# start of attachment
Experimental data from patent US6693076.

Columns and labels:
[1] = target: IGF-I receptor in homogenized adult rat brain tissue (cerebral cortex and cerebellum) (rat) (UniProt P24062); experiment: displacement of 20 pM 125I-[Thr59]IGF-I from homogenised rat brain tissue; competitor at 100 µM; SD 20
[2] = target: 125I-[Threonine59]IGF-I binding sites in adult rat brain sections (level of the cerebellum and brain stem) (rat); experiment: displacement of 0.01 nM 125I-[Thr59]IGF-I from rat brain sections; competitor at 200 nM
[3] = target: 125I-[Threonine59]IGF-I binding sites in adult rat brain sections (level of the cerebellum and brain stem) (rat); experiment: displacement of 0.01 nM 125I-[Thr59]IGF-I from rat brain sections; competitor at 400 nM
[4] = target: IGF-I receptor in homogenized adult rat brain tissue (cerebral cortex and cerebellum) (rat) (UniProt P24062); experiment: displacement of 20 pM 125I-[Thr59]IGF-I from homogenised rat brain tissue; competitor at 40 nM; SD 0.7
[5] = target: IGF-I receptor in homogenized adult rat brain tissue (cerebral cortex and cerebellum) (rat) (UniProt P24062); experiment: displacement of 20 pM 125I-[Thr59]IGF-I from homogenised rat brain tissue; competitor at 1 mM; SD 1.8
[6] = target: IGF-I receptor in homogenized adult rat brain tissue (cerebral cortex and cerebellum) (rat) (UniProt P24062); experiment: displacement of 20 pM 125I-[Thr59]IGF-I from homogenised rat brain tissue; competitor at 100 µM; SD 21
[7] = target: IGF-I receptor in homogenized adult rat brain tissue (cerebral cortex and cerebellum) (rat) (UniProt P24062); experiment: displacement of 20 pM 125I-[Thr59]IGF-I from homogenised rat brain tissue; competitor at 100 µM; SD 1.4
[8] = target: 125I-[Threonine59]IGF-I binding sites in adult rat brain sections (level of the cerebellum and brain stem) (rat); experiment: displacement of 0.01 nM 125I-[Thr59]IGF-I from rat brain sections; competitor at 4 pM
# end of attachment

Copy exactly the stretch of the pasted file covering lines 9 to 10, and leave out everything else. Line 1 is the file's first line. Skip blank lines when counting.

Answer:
[7] = target: IGF-I receptor in homogenized adult rat brain tissue (cerebral cortex and cerebellum) (rat) (UniProt P24062); experiment: displacement of 20 pM 125I-[Thr59]IGF-I from homogenised rat brain tissue; competitor at 100 µM; SD 1.4
[8] = target: 125I-[Threonine59]IGF-I binding sites in adult rat brain sections (level of the cerebellum and brain stem) (rat); experiment: displacement of 0.01 nM 125I-[Thr59]IGF-I from rat brain sections; competitor at 4 pM